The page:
During the fiscal year, LPG transmission was also higher by 16% to 2.1 million MT from 1.8 million MT in FY04. Though volumes are higher, the net realisation has been lower during the year owing to lowering of subsidy share of the government. GAIL is a participant to the LPG subsidy sharing scheme and despite this handicap, growth in FY05 has been impressive. As far as petrochemicals is concerned, it has been eventful year considering the global demand for petrochemicals (led by China, of course). Since polymer sales in FY05 are higher only by 17% to 319,000 MT, the rest of the growth has clearly come from better realisations. The company has been scaling down its presence in the telecom segment, which is reflected in lower revenues and losses during this fiscal. The overall topline growth in FY05 is in line with our full year estimates.

Margins - Outside the company's control:  Operating margins in FY05 have declined by 50 basis points (0.5%) despite higher subsidy share in LPG sale and the rise in input cost for its petrochemical operations. The key reason behind the same are higher gas transmission (without any significant additional expenses) and favorable petrochemical cycle. As is evident from the segmental margins, PBIT margins of the petrochemical division has almost doubled in FY05. At the same time, the trading margins have also risen, highlighting the benefit from economies of scale (more gas being supplied using the same facility). The rationalisation of the telecom division has lowered losses in FY05. In fact, this division has registered profits at the PBIT level in 4QFY05. From what it seems, the company has managed well on factors which are internal in nature. Government pricing policy is something beyond control and margins have to be viewed in this context.

Expansion limits bottomline growth:  While operating profits in FY05 grew by 12% YoY, net profit has grown at a much slower rate of 4% owing to higher depreciation charges. This could be attributed to the ongoing expansion of pipelines in the southern region combined with petrochemical expansion. Our bottomline estimate for FY05 was higher, as we expected the company to improve margins from higher gas supplies and favorable petrochemical cycle. But the increase in subsidy share has affected performance.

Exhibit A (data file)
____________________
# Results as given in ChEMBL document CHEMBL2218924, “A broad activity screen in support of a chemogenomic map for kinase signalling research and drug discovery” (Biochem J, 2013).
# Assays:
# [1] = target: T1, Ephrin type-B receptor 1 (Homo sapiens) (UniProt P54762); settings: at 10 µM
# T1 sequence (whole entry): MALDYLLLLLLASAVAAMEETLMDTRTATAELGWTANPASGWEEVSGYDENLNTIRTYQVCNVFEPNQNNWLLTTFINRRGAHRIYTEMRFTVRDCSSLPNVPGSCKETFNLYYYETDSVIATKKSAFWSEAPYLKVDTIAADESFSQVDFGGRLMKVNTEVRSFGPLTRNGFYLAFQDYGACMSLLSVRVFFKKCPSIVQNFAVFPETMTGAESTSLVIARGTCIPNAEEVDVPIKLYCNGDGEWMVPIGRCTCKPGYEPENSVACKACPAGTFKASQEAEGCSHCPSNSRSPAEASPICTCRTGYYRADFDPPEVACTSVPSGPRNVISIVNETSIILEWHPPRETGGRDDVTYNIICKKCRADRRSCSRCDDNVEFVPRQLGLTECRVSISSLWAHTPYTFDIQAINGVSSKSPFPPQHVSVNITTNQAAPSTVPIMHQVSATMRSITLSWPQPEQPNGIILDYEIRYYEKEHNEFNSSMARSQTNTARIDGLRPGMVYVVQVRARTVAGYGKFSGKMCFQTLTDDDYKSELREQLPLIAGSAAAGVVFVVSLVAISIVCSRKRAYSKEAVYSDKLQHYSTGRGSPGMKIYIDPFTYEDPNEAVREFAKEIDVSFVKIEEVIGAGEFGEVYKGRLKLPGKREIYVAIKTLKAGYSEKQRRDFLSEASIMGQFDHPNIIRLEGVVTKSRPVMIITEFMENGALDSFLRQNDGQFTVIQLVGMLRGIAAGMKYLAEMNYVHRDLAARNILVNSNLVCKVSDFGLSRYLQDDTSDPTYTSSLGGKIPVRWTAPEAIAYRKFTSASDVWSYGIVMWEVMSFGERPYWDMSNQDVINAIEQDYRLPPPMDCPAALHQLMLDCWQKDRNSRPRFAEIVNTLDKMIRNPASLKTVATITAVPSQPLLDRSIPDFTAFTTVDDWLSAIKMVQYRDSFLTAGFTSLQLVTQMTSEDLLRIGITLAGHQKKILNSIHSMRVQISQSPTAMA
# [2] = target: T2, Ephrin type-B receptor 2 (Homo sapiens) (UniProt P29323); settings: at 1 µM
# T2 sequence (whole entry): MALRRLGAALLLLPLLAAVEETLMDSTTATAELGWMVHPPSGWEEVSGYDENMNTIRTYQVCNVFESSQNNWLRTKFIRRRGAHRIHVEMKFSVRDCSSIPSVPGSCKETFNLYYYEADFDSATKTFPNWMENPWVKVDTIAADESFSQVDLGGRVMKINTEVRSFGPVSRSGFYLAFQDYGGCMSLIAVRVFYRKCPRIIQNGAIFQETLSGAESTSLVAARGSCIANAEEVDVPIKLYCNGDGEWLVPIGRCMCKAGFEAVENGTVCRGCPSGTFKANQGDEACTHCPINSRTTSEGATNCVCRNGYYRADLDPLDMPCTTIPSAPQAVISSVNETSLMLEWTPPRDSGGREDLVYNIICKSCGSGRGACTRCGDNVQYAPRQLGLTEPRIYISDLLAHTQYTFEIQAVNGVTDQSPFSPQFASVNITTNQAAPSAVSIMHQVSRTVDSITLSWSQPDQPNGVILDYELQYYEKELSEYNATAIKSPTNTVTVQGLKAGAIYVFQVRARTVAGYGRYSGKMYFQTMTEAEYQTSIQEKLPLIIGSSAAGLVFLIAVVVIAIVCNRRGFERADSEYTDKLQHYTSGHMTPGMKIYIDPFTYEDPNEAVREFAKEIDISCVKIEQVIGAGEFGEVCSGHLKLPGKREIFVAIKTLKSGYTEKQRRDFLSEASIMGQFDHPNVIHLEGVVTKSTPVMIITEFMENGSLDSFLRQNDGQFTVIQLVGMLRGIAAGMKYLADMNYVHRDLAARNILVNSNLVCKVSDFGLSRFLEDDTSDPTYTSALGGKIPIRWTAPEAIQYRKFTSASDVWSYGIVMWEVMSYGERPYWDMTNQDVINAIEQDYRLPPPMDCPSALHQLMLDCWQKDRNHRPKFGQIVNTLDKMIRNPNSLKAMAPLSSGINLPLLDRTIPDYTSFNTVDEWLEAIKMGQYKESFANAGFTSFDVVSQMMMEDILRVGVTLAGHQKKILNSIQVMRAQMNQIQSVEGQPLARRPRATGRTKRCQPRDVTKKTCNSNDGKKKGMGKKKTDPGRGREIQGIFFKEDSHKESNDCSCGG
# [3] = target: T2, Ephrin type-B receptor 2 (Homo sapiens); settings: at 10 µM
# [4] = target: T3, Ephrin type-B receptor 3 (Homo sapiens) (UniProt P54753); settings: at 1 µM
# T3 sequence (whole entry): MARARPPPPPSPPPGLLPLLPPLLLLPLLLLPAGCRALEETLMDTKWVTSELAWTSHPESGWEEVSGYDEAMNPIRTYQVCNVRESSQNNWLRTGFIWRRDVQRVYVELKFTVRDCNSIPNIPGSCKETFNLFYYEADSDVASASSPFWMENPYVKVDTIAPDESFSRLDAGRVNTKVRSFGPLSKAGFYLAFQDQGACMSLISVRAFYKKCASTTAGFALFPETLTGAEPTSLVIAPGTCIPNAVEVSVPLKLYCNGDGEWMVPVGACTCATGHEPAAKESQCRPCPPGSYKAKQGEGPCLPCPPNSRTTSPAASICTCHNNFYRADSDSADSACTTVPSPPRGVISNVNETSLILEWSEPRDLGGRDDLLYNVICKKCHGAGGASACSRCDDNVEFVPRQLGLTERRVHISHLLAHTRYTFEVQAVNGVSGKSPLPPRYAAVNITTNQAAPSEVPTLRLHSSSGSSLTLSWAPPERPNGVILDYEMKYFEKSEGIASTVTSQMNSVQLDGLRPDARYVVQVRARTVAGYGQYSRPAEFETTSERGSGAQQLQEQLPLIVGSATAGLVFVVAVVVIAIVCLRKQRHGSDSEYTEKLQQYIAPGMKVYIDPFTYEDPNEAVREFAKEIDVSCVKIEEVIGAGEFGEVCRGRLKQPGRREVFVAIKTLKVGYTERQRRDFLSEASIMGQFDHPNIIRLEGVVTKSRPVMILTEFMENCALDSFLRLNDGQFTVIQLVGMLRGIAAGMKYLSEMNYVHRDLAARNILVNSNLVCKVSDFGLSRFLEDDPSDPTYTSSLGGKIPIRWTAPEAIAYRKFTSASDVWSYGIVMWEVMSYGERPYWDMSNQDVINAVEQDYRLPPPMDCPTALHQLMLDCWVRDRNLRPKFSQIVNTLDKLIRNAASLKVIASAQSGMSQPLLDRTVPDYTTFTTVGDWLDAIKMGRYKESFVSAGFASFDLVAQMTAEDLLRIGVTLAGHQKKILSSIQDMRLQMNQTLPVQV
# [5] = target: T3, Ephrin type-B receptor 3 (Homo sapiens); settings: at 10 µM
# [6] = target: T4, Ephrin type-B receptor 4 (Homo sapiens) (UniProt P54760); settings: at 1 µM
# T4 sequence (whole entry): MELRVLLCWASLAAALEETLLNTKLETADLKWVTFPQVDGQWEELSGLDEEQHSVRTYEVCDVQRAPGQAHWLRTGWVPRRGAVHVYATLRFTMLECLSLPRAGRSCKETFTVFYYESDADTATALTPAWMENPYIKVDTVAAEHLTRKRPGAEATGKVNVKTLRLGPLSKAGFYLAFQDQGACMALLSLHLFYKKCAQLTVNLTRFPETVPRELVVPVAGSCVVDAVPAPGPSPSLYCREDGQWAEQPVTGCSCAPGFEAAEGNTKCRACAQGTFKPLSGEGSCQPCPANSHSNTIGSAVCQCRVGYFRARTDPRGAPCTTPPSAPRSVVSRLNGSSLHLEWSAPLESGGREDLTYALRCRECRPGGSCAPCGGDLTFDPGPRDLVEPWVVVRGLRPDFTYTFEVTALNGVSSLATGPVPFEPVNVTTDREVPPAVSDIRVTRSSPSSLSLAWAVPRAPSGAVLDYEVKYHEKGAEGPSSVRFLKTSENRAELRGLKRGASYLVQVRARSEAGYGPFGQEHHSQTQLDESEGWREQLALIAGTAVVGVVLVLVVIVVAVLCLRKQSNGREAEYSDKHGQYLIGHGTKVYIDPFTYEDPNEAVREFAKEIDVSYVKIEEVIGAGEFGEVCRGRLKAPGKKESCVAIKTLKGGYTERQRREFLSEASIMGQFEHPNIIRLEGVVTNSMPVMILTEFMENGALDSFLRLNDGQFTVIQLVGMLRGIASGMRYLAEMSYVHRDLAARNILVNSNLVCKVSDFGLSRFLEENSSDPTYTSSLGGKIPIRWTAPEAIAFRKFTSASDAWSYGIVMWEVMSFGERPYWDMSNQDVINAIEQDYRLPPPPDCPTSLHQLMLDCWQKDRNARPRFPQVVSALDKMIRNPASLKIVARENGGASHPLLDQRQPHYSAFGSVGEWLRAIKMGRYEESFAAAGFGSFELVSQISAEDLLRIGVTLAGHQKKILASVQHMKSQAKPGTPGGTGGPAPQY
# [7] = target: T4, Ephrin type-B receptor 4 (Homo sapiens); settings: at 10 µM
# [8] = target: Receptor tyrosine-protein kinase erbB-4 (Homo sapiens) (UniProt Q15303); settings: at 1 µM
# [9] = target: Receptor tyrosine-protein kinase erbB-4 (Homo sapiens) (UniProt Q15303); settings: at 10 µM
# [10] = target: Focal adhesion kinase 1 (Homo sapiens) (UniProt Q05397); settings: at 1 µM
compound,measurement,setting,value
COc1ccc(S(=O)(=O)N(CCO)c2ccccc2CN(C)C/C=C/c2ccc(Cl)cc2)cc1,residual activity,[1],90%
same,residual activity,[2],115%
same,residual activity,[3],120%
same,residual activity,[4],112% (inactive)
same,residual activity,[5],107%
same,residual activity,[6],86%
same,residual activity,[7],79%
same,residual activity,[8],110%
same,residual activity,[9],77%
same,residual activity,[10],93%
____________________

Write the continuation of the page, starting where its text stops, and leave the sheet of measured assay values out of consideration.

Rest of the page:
What to expect?
The stock currently trades at Rs 209 implying a price to earnings multiple of 9.1 times FY05 earnings (price to book value of 2.1 times FY05 book value). As we go forward, we believe that GAIL will be the key beneficiary from the National Hydrocarbon Vision plan in the longer-term. Demand for natural gas is expected to outgrow petroleum products in the next three years and given the expansion plans of corporate India, prospects remain promising at the topline level.

But there are question marks as to whether the growth will benefit GAIL at the net level. This is because of two key reasons. One, if the petrochemical cycle softens (as it has very recently), the overall profitability could come under pressure (this division contributed to 13% of the topline in and 28% of the overall PBIT in FY05). Secondly, the transmission charges payable to GAIL could be lowered in the future, which means that the already thin margins in the trading side will be squeezed. Besides these two factors, how the government policies with respect to subsidies will shape up is anybody's guess and therefore, increases the risk profile of the stock.

Having said that, we have always maintained that this business is characterised by high barriers to entry and it is not easy to replicate the kind of infrastructure that GAIL has easily. This, in our view, is a competitive advantage. Therefore, amidst risks, GAIL remains one of the preferred stocks in the energy sector from the long-term perspective (over 3 years).